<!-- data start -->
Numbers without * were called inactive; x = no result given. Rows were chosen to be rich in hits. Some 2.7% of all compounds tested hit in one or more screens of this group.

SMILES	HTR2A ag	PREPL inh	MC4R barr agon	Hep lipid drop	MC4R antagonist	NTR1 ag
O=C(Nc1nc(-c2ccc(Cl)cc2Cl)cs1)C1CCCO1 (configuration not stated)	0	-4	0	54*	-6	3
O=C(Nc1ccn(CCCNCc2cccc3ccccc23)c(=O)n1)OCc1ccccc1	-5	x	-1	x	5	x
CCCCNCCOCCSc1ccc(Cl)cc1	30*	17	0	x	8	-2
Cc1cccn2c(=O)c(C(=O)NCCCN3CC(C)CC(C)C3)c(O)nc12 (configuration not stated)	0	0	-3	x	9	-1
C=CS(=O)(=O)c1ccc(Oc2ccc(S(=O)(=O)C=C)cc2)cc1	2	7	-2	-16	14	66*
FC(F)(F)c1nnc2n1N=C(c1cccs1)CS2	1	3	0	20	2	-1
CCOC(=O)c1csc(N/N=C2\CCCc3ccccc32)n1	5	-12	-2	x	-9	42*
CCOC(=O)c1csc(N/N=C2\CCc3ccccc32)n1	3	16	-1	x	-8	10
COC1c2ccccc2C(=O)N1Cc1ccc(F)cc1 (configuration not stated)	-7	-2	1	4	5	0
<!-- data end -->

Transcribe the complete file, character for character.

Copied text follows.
Numbers without * were called inactive; x = no result given. Rows were chosen to be rich in hits. Some 2.7% of all compounds tested hit in one or more screens of this group.

SMILES	HTR2A ag	PREPL inh	MC4R barr agon	Hep lipid drop	MC4R antagonist	NTR1 ag
O=C(Nc1nc(-c2ccc(Cl)cc2Cl)cs1)C1CCCO1 (configuration not stated)	0	-4	0	54*	-6	3
O=C(Nc1ccn(CCCNCc2cccc3ccccc23)c(=O)n1)OCc1ccccc1	-5	x	-1	x	5	x
CCCCNCCOCCSc1ccc(Cl)cc1	30*	17	0	x	8	-2
Cc1cccn2c(=O)c(C(=O)NCCCN3CC(C)CC(C)C3)c(O)nc12 (configuration not stated)	0	0	-3	x	9	-1
C=CS(=O)(=O)c1ccc(Oc2ccc(S(=O)(=O)C=C)cc2)cc1	2	7	-2	-16	14	66*
FC(F)(F)c1nnc2n1N=C(c1cccs1)CS2	1	3	0	20	2	-1
CCOC(=O)c1csc(N/N=C2\CCCc3ccccc32)n1	5	-12	-2	x	-9	42*
CCOC(=O)c1csc(N/N=C2\CCc3ccccc32)n1	3	16	-1	x	-8	10
COC1c2ccccc2C(=O)N1Cc1ccc(F)cc1 (configuration not stated)	-7	-2	1	4	5	0